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Wand H, Guy R, Donovan B et al. Population attributable risk for chlamydia infection in a cohort of young international travellers (backpackers) and residents in Australia. BMJ Open 2011;1:e000004.

The following reference was omitted from this paper:

10. Wand H, Ramjee G. Combined impact of sexual risk behaviors for HIV seroconversion among women in Durban, South Africa: implications for prevention policy and planning. AIDS Behav 2011;15:479–86.

References in the manuscript should be re-numbered accordingly.

‘Introduction’ section, page 2, paragraph 1, lines 8-12 should have read: “In this paper, we use the population attributable risk (PAR), which takes account of both the odds ratio of specific risk factors and their prevalence in the population, to provide a quantitative assessment of the potential impact of reducing a risk factor on disease incidence at a population level.10

The ‘Statistical analysis’ section, ‘Population attributable risk’ sub-section, page 2, paragraph 2, lines 2–5 should have read: “The PAR is formulated as a function of odds ratio (OR) (s) and the prevalence (p) (s) of the risk factor(s). When there is only one risk factor at two levels (1 versus 0).10

The ‘Statistical analysis’ section, ‘Population attributable risk’ sub-section, page 2, paragraph 3, lines 1-3 should have read: “Where OR is the odds ratios, p is the prevalence of the risk factor in the population and s indexes the two strata determined by the value of the risk factor.10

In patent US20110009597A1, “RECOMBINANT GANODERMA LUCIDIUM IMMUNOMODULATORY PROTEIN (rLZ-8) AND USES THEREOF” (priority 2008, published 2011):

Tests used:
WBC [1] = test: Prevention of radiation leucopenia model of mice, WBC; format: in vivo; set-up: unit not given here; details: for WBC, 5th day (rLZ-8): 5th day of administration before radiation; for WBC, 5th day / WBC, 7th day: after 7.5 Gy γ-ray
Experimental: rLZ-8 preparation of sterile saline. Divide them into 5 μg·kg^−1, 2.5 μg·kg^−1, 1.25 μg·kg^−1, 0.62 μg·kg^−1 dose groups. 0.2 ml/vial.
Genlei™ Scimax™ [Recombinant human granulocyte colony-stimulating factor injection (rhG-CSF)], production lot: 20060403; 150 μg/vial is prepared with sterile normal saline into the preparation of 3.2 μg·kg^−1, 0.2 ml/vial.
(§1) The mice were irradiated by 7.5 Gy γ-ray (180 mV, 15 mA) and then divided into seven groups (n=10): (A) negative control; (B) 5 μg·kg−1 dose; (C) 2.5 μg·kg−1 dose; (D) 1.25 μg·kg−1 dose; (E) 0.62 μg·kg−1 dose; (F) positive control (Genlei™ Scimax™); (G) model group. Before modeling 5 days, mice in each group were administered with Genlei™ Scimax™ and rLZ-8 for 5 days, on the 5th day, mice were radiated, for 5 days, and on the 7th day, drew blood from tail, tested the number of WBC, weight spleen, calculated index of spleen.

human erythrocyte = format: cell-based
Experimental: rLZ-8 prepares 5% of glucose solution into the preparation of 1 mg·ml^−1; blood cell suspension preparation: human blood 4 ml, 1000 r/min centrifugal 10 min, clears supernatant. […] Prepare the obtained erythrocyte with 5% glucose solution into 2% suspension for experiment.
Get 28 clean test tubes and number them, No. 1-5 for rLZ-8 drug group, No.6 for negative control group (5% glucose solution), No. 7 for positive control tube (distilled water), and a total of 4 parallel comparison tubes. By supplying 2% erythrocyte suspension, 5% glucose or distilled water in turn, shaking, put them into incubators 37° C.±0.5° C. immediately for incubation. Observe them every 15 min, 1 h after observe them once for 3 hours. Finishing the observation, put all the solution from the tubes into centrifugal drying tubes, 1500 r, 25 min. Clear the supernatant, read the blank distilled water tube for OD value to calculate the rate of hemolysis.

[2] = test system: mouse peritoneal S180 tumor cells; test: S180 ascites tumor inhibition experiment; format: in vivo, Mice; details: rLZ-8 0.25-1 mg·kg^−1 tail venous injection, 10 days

The ‘Statistical analysis’ section, ‘Population attributable risk’ sub-section, page 2, paragraph 4, lines 1-6 should have read: “where OR s and p s, s=1,…,S, are the odds ratios and the prevalences in the target population for the sth combination of the risk factors. Full PAR can be estimated by using Equation and interpreted as the percent reduction expected in the number of HIV seroconversion if all the known risk factors were eliminated from the target population. In a multifactorial disease setting, at least some key risk factors such as age and sex are not modifiable. This limits the practical utility of the full PAR which is based on modification of all variables of interests. In an evaluation of a preventive intervention in a multifactorial disease setting, the interest is in the percent of cases associated with the exposures to be modified, when other risk factors, particularly non- modifiable, exist but do not change as a result of the intervention. Therefore we derived and used partial PAR which kept unmodifiable variable(s) unchanged10”.

The ‘Statistical analysis’ section, ‘Population attributable risk’ sub-section, page 2, paragraph 5, should have read: “where t denotes a stratum of unique combinations of levels of all background risk factors which are not modifiable and/or not under study, t=1,…,T and OR2t is the odds ratio in combination t relative to the lowest risk level, where OR 2,1=1. As previously, t indicates a risk factor defined by each of the unique combinations of the levels of the modifiable risk factors, that is, those risk factors to which the PAR applies, s=1,…,S, and OR1 is the relative risk corresponding to combinations relative to the lowest risk combination, OR110

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